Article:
The Need for Employee Engagement

Eric Collins, Managing Director of Nampak Plastics, explains the importance of employee engagement in an organisation and discusses how this can lead to greater innovation. 

In the UK’s fast-developing industries, the need to evolve is key to the success of every organisation. Innovation in a company’s product offering is only the very tip of the iceberg, to compete today businesses need to be pioneering in everything they do, including engaging with their colleagues.

On becoming the Managing Director of Nampak Plastics, I wanted to lead and inspire culture change in the company and one of my biggest objectives was to increase our colleague engagement. I believe that employee engagement is at the heart of a whole range of business benefits and has concrete outputs in terms of productivity, retention and innovation. For both employees and employers, high workforce engagement is undoubtedly a ‘win-win’. 

‘Engage for Success’ is the campaign promoting workplace approaches that ensure employees are committed to their organisations goals whilst also enhancing their own sense of well being. Campaigners across Britain are calling for every leader to play their part in tackling the UK’s employee engagement deficit, which is estimated to be costing us all £26bn in productivity each year.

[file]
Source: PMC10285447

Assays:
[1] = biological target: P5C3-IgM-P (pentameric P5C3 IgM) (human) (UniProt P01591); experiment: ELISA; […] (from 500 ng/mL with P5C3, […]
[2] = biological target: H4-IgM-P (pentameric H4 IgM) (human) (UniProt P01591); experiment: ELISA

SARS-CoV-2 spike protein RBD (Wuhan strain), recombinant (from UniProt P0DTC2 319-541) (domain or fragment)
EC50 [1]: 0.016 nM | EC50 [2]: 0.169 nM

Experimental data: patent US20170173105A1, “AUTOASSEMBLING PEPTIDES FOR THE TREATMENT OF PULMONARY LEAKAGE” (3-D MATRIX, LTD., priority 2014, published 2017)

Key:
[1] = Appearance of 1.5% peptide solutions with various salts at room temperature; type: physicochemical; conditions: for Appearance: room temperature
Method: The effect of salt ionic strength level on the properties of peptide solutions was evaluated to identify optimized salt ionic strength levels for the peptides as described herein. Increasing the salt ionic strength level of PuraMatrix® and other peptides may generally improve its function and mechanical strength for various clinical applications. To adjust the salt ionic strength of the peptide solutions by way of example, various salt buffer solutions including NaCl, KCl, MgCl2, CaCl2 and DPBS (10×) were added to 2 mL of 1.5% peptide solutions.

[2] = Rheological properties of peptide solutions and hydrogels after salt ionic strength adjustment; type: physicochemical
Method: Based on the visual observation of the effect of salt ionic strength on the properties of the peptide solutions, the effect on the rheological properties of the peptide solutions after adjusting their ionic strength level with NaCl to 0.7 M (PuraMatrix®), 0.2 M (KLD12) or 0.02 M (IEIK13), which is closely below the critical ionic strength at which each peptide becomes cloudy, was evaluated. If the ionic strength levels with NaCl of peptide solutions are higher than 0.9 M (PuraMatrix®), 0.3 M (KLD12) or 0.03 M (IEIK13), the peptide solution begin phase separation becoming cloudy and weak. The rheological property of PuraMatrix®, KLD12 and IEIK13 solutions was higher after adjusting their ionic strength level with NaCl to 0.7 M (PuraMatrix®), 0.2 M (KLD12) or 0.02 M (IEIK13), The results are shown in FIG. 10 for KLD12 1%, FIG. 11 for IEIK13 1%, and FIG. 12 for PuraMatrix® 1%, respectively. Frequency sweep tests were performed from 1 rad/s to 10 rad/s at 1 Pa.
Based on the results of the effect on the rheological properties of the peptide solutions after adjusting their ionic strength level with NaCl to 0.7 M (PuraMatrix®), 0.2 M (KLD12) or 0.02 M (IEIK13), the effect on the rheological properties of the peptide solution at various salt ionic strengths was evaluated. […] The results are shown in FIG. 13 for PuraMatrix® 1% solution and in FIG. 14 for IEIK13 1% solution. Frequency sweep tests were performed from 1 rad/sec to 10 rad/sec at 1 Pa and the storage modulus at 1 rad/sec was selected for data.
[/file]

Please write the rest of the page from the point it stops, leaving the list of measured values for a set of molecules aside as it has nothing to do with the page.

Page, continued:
With this in mind, Nampak introduced a new ethos to encourage engagement and ideas at all levels of the company. We brought in behavioural training to teach these crucial qualities to colleagues and empower them to make decisions. Simple tactics like an ‘Employee of the Month’ scheme and annual Excellence Awards made everyone feel like they were valued members of the company and helped create a sense of collaboration and common purpose. 

Our starting point was a survey among our staff in 2007, which found that 80% would not recommend Nampak as a great place to work to their family and friends. 

However, the initiatives introduced have paid off in a very tangible sense. A survey among staff carried out in 2010, identical to the one three years earlier, found that 80% of the company would recommend Nampak as a great place to work.

Better still, my conviction that greater employee engagement, and empowering staff at all levels, would bring dividends in terms of product innovation was proved correct. In 2012 Nampak introduced the Infini HDPE milk bottle – the lightest, strongest bottle on the market which recently got as light as 32g for the four-pint version. The bottle represents a 20% material saving on the standard version found in most supermarkets today (which weighs 40g).

The Infini bottle is a game-changer in its market, and I don’t believe it would have come about if it weren’t for our newly engaged workforce, which was encouraged to speak up, be creative and most importantly to really care about the future of the company they choose to be employed by.

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